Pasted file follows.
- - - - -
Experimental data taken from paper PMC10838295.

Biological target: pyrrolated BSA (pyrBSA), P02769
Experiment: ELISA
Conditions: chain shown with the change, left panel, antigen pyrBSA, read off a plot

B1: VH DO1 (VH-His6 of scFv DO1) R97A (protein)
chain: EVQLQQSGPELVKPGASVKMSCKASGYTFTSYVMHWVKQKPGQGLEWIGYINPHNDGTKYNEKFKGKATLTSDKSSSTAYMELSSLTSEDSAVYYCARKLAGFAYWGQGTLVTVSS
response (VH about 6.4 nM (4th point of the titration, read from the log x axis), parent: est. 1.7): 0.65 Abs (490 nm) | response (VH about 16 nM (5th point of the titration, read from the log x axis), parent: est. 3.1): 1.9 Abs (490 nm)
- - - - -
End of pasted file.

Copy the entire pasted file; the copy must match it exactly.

Experimental data taken from paper PMC10838295.

Biological target: pyrrolated BSA (pyrBSA), P02769
Experiment: ELISA
Conditions: chain shown with the change, left panel, antigen pyrBSA, read off a plot

B1: VH DO1 (VH-His6 of scFv DO1) R97A (protein)
chain: EVQLQQSGPELVKPGASVKMSCKASGYTFTSYVMHWVKQKPGQGLEWIGYINPHNDGTKYNEKFKGKATLTSDKSSSTAYMELSSLTSEDSAVYYCARKLAGFAYWGQGTLVTVSS
response (VH about 6.4 nM (4th point of the titration, read from the log x axis), parent: est. 1.7): 0.65 Abs (490 nm) | response (VH about 16 nM (5th point of the titration, read from the log x axis), parent: est. 3.1): 1.9 Abs (490 nm)